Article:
Guardian columnist Jean Hannah Edelstein was lightning fast in offering the perfect retort to Stephen Hawking’s now much-quoted statement that he can’t understand women and finds us “mysterious.”
I came across her column by putting Hawking and women and annoying into Google. Why would I google such a combination of terms? It wasn't Hawking himself I found annoying but the fact that millions of men thought his statement was the cutest, funniest thing they'd heard all day.
And really, it does carry the whiff of an insult with the implication that women are too irrational and capricious to be understood by men. Surely men who like to accuse women of being mysterious are probably awful at dealing with other men, too, but perhaps they don’t care because they don’t want to sleep with other men. Hawking was probably just joking around, but he still deserves a good retort, and the Guardian came through with five tips.
My favorites two were 1 and 5:
1. Much like individual fundamental particles, women and men are different, but also the same. Which is to say: women are unique, complicated, intellectual, emotional, sexual. We respire and we digest. Sometimes we are lovely. And sometimes we are horrible. This has less to do with our intrinsic womanliness and more to do with the fact that we are human.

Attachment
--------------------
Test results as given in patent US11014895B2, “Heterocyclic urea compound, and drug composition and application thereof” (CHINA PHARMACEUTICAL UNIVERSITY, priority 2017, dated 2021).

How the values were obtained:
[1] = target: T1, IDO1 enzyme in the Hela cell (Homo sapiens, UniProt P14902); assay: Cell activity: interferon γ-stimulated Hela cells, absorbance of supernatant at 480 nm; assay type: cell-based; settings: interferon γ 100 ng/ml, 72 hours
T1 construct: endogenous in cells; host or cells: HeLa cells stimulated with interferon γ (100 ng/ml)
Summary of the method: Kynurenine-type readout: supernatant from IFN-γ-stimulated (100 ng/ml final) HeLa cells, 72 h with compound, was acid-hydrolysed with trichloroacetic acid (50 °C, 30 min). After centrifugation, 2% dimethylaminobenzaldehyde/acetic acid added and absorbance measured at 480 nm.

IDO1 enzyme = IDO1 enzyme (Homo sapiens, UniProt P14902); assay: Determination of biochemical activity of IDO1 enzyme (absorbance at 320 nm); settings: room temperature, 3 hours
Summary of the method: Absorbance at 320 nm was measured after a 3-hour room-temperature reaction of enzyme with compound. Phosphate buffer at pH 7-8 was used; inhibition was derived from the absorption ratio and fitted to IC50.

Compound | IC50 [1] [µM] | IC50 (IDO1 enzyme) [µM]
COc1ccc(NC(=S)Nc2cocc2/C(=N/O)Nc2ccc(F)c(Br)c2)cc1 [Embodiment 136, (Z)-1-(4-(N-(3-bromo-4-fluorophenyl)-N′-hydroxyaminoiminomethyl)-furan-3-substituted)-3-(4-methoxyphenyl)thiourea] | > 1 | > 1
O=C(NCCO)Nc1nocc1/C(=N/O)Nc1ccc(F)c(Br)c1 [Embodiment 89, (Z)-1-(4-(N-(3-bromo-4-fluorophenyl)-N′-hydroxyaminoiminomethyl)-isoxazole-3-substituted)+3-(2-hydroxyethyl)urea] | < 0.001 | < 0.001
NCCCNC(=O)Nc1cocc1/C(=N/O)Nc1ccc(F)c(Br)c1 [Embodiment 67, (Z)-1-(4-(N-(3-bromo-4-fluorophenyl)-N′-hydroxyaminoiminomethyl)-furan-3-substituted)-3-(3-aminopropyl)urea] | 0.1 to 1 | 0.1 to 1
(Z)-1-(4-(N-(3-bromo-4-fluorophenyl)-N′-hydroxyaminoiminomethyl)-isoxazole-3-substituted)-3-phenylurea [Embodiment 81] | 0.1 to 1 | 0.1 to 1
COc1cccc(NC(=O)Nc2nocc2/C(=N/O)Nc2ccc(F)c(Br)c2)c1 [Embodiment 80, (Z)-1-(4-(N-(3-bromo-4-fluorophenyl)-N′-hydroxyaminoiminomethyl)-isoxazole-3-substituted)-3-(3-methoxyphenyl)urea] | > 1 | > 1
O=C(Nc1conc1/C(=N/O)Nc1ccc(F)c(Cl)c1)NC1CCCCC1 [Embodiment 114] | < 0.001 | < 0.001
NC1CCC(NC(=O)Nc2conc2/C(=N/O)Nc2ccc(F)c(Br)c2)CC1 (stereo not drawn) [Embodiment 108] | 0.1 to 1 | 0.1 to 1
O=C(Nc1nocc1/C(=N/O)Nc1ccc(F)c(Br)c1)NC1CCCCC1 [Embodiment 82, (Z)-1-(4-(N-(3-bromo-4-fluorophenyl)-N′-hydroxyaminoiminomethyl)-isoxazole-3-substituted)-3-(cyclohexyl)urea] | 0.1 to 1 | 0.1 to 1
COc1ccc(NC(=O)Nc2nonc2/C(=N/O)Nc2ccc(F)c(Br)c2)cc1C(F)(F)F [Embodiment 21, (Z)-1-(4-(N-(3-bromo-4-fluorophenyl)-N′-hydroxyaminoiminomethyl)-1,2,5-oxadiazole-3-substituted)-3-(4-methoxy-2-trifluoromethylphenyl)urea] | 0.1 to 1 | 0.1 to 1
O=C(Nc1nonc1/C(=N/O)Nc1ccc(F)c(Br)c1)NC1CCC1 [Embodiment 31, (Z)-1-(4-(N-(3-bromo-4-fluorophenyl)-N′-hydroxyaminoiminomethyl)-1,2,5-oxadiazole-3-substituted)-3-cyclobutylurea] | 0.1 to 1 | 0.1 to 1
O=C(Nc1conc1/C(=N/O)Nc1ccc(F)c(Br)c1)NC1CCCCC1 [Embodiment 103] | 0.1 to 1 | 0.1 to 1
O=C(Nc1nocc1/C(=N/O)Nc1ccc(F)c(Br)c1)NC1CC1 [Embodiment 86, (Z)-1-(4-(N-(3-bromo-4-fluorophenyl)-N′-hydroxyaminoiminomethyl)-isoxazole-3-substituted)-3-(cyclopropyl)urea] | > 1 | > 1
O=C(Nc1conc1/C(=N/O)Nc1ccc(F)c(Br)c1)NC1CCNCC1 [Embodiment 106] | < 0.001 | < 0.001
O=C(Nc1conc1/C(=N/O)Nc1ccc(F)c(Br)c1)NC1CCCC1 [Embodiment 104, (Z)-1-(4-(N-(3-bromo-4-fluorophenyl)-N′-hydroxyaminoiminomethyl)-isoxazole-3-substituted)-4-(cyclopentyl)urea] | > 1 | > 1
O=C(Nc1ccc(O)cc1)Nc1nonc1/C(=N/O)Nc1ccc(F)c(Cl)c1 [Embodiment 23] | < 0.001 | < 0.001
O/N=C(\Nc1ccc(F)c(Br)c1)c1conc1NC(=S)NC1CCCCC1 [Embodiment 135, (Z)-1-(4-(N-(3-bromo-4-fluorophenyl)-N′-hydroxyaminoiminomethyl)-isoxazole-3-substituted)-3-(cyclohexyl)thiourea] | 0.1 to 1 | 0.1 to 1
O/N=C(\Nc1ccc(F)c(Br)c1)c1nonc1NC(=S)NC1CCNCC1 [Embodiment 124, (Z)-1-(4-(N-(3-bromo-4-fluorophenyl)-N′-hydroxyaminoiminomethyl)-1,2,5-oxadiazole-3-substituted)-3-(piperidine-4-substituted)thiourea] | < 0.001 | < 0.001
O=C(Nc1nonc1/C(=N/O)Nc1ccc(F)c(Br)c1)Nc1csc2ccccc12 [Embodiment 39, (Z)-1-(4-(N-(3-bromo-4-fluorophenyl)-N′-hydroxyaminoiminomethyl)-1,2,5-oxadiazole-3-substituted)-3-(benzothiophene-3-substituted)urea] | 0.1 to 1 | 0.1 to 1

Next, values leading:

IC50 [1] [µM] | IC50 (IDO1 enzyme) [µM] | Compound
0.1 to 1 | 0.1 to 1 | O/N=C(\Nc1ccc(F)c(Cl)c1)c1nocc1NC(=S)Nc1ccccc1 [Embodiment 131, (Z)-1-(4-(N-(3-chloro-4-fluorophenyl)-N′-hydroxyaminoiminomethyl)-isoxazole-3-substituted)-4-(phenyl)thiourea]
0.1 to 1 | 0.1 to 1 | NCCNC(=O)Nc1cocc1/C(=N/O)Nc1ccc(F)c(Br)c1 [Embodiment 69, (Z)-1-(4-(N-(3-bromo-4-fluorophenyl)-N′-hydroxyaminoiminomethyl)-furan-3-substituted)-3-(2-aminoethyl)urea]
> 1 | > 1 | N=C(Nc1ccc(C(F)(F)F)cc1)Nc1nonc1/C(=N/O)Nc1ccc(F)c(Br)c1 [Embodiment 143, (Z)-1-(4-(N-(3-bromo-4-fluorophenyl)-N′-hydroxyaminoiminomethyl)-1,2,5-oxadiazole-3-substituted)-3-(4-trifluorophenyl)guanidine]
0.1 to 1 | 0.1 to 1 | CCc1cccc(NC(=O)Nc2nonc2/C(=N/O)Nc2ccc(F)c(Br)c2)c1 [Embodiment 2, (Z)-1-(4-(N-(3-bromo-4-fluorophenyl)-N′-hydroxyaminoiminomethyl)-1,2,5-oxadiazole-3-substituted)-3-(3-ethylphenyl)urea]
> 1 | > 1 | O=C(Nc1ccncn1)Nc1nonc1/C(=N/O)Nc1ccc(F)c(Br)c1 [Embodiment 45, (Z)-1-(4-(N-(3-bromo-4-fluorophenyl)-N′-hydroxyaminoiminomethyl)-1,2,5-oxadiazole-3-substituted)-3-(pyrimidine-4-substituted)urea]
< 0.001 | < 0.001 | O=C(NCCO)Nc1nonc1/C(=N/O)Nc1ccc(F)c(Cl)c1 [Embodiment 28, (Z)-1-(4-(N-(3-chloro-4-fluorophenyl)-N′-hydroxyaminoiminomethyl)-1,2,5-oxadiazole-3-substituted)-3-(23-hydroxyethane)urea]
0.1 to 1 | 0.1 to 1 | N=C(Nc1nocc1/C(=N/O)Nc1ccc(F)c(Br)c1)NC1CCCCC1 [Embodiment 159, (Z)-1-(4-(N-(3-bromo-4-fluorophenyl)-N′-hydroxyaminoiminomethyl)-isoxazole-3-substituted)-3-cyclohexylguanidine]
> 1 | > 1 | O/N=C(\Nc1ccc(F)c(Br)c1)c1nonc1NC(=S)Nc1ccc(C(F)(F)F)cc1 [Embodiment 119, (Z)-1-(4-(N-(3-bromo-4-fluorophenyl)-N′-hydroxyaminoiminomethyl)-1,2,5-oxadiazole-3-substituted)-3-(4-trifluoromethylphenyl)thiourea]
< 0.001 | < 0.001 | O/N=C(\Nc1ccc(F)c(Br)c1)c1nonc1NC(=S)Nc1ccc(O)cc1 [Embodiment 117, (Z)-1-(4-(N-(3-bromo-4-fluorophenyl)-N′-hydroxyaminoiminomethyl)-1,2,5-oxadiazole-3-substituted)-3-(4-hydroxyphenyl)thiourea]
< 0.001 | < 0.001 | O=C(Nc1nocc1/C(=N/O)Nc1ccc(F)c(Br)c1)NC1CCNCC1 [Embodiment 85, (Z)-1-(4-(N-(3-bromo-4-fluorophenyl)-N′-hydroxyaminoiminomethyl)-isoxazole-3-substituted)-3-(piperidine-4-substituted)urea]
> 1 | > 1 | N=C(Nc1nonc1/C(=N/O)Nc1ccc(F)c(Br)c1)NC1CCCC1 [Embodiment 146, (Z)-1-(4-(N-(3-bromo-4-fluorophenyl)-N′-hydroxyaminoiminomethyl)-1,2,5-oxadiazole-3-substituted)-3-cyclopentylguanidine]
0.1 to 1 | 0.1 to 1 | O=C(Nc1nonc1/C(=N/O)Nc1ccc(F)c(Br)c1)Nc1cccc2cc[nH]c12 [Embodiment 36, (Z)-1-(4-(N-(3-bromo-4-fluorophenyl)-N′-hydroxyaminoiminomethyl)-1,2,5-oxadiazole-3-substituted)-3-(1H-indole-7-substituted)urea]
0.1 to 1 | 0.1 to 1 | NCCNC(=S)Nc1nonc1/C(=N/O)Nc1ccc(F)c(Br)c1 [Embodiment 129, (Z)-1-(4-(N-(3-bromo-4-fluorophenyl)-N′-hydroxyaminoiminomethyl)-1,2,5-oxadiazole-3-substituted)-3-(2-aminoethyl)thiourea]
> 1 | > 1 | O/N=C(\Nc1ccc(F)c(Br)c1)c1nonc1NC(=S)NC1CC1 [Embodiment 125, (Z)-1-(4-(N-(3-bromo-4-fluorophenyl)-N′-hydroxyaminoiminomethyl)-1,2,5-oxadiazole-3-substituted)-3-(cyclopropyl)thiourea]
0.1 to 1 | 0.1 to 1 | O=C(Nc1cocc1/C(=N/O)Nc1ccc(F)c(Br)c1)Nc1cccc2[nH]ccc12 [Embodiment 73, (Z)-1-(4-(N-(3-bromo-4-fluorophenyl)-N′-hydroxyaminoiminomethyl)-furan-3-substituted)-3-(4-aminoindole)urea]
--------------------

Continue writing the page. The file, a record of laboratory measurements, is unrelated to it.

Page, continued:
5. Much like scientists think creationists are lazy-minded, women aren't keen on men who make sweeping generalisations about our "mysteriousness".It's one thing to say that you have trouble understanding particular women you interact with, or to admit that you find romantic relationships challenging. But to say that we are all a mystery could be taken as someone positioning himself to dismiss and marginalise us; to imply that our opinions and ideas don't matter because we're intrinsically inexplicable. And that would be a disgrace. In future, if you are going to make a sweeping generalisation about women, try phrasing the sentence with the word "people" in place of "women". Does it make you sound daft? Maybe a little bigoted? It's OK. Few experiments work the first time.
The suggestion to cut down on the porn was part of tip 4, which dealt with sex: “Internet pornography is about as useful as a as an arctic geography textbook is for understanding multivariate calculus.” She got that right.
If Stephen Hawking takes these suggestions and he still finds himself struggling, however, this video might help. It explains that the male brain is equipped with a "nothing box," which allows men to think about nothing. That's not as insulting as it sounds. "Nothing" is the subject of Monday's column, and physics gives "nothing" a whole new meaning. Nothing, as I learned, is always pregant with something.